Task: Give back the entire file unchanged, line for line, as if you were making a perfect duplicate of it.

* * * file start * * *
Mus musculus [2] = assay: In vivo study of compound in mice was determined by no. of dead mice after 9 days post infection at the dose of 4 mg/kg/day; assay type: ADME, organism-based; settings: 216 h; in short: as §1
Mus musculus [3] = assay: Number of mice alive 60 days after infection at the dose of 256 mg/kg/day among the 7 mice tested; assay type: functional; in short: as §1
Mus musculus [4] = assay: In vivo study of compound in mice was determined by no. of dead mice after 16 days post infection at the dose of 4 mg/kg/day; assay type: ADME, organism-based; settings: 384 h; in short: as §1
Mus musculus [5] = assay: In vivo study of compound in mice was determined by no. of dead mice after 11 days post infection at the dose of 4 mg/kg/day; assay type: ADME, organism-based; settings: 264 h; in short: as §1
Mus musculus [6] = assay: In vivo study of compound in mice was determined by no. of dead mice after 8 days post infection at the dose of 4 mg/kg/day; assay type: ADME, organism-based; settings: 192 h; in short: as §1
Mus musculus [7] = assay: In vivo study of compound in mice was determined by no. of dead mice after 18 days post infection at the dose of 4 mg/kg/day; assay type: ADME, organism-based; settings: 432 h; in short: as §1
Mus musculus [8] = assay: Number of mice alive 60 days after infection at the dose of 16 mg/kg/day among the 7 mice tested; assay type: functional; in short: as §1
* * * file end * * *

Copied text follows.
Mus musculus [2] = assay: In vivo study of compound in mice was determined by no. of dead mice after 9 days post infection at the dose of 4 mg/kg/day; assay type: ADME, organism-based; settings: 216 h; in short: as §1
Mus musculus [3] = assay: Number of mice alive 60 days after infection at the dose of 256 mg/kg/day among the 7 mice tested; assay type: functional; in short: as §1
Mus musculus [4] = assay: In vivo study of compound in mice was determined by no. of dead mice after 16 days post infection at the dose of 4 mg/kg/day; assay type: ADME, organism-based; settings: 384 h; in short: as §1
Mus musculus [5] = assay: In vivo study of compound in mice was determined by no. of dead mice after 11 days post infection at the dose of 4 mg/kg/day; assay type: ADME, organism-based; settings: 264 h; in short: as §1
Mus musculus [6] = assay: In vivo study of compound in mice was determined by no. of dead mice after 8 days post infection at the dose of 4 mg/kg/day; assay type: ADME, organism-based; settings: 192 h; in short: as §1
Mus musculus [7] = assay: In vivo study of compound in mice was determined by no. of dead mice after 18 days post infection at the dose of 4 mg/kg/day; assay type: ADME, organism-based; settings: 432 h; in short: as §1
Mus musculus [8] = assay: Number of mice alive 60 days after infection at the dose of 16 mg/kg/day among the 7 mice tested; assay type: functional; in short: as §1